By Jim Gibson
In the third chapter of Genesis, we read how that mankind had sinned against their Creator. Was this a surprise to God? Of course not. God knew before the beginning of His creation that man would fall from his state of innocence. However, God had a plan of redemption for mankind. In Revelation 13:8, we see that God had a Lamb that was “slain from the foundation of the world.” We find this promise of redemption made in Genesis 3:15:
“And I will put enmity between thee and the woman, and between thy seed and her seed; it shall bruise thy head, and thou shalt bruise his heel.”
During the first 1656 years of human history, it appeared that evil would triumph and that the promise of man’s redemption would come to nought. By the tenth generation of mankind, evil was rampant over the earth. The first century Jewish historian Josephus recorded that, “while Adam was still alive, the posterity of Cain became exceedingly wicked.” We know that Adam died in the ninth generation from creation during the time of Lamech, Noah’s father. However, in every generation, God left a clue that He would indeed fulfill His promise. We find these clues in the meanings of the names of the ten righteous patriarchs from Adam to Noah.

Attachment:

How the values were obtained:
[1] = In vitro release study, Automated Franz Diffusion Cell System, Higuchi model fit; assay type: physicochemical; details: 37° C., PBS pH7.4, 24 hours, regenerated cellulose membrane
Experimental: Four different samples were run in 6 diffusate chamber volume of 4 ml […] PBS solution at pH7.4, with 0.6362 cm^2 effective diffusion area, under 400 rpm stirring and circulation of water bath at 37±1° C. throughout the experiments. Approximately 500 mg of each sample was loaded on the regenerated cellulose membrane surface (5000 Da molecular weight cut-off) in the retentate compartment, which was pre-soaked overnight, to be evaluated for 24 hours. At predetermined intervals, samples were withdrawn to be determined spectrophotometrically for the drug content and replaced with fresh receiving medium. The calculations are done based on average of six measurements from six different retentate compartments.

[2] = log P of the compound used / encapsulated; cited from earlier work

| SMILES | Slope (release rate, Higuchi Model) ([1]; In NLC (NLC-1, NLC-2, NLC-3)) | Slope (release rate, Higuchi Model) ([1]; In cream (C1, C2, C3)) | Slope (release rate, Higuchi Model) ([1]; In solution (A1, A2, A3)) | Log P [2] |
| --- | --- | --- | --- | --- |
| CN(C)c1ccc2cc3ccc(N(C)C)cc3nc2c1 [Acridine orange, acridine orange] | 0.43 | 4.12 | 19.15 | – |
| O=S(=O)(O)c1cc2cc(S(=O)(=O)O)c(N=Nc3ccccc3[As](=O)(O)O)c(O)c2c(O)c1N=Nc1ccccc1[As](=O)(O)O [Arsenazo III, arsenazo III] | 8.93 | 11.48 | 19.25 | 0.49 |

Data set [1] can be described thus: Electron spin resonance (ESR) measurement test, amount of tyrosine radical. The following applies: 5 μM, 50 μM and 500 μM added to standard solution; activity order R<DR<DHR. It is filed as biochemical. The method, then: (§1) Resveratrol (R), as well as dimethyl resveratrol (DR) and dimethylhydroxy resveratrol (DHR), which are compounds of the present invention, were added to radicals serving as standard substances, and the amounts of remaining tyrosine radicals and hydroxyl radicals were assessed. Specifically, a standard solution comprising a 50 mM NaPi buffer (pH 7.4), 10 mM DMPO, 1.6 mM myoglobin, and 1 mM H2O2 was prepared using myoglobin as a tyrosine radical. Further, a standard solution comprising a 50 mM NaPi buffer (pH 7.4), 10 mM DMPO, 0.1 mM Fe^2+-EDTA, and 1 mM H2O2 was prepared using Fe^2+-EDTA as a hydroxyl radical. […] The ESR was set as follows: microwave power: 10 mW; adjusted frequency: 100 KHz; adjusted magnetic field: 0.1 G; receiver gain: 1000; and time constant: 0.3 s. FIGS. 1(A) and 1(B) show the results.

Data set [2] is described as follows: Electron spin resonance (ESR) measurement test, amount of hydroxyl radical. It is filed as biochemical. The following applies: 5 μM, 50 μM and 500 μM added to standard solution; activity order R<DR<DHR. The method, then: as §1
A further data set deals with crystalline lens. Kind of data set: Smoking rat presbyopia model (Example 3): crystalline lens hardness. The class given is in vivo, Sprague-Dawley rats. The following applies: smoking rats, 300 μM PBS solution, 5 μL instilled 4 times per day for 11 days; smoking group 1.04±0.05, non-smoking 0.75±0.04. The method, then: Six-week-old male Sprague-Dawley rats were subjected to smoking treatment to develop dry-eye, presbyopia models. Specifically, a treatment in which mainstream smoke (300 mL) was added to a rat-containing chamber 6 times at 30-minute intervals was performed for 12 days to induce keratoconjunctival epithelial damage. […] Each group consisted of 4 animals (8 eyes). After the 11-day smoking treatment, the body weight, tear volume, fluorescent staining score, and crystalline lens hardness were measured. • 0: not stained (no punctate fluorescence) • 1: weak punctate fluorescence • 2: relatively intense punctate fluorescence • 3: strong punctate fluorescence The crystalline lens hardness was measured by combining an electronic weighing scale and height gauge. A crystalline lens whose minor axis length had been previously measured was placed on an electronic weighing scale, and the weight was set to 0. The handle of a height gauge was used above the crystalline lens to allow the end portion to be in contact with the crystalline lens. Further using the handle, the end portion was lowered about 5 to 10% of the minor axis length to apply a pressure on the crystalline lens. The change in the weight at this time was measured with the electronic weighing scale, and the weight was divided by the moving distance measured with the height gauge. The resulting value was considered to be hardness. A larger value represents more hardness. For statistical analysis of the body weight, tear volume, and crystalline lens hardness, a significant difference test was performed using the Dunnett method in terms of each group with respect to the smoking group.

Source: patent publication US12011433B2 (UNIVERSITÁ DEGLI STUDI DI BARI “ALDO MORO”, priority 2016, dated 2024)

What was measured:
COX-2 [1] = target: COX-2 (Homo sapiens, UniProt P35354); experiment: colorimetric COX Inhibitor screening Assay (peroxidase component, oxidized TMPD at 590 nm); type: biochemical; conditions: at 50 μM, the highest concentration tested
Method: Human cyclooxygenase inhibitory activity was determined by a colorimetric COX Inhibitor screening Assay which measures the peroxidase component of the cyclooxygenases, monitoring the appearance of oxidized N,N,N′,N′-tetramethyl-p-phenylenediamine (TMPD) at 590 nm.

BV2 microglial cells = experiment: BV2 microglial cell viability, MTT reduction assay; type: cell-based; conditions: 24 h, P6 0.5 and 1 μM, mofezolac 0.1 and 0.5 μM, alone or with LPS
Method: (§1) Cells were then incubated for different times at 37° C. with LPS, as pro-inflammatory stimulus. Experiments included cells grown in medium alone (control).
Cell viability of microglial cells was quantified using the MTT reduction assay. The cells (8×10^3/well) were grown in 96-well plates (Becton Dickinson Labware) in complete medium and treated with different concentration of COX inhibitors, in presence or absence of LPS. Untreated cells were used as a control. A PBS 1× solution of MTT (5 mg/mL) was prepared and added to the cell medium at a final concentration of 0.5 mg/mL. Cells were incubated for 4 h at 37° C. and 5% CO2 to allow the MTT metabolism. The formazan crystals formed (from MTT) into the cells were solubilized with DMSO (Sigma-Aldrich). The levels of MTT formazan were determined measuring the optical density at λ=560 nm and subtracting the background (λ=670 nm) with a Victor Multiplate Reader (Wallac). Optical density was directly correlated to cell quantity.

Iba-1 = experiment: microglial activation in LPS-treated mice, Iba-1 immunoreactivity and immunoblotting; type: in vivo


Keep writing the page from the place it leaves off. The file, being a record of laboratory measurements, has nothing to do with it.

Adam means “man.”
Seth means “appointed.”
Enos means “mortal, feeble, or frailty.”
Cainan means “lament, a dirge, or sorrow”
Mahalaleel means “the Blessed God.”
Jared means “descent, or shall come down.”
Enoch means “initiated, to instruct, or teaching.”
Methusaleh means “when he dies, sent” or “his death shall bring.”
Lamech means “to be low, depressed, or despairing.”
Noah means “comfort or rest.”
We find these ten names written consecutively in I Chron.1:1-4.
If we read these names in Hebrew, we could translate them to mean, “Man is appointed mortal sorrow, but the Blessed God shall come down teaching that His death shall bring the despairing rest.”